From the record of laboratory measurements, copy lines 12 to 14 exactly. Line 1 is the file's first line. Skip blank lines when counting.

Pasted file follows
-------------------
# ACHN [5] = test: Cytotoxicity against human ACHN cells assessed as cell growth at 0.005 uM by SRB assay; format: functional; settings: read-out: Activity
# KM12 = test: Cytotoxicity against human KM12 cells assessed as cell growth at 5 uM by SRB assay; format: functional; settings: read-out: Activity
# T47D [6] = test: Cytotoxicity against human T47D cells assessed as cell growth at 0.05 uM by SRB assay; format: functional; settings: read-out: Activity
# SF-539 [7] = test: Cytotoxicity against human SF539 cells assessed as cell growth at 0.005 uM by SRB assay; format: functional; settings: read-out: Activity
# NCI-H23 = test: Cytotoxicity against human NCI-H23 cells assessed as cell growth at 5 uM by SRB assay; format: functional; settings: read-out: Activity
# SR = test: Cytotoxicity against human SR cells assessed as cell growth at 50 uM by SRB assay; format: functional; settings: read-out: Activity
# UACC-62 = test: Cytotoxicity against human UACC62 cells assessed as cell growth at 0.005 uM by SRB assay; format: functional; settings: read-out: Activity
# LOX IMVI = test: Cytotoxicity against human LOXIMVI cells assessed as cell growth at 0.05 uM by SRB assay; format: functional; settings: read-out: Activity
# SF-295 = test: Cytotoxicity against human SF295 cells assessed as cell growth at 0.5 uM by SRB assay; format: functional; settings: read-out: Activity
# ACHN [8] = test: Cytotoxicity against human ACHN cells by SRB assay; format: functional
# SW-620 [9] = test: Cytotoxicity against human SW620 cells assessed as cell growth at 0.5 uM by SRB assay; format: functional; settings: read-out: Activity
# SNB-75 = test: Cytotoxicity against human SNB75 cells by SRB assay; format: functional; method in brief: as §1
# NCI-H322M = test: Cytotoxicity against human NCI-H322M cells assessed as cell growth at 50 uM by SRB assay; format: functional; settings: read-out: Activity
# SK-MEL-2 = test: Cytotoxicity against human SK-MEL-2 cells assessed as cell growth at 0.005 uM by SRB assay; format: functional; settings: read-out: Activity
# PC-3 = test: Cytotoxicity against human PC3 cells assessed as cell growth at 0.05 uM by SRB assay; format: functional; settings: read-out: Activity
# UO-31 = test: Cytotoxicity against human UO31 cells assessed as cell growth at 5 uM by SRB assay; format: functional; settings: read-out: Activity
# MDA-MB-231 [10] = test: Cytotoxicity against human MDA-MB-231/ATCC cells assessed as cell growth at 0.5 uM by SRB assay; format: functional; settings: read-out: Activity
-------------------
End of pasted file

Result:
# SNB-75 = test: Cytotoxicity against human SNB75 cells by SRB assay; format: functional; method in brief: as §1
# NCI-H322M = test: Cytotoxicity against human NCI-H322M cells assessed as cell growth at 50 uM by SRB assay; format: functional; settings: read-out: Activity
# SK-MEL-2 = test: Cytotoxicity against human SK-MEL-2 cells assessed as cell growth at 0.005 uM by SRB assay; format: functional; settings: read-out: Activity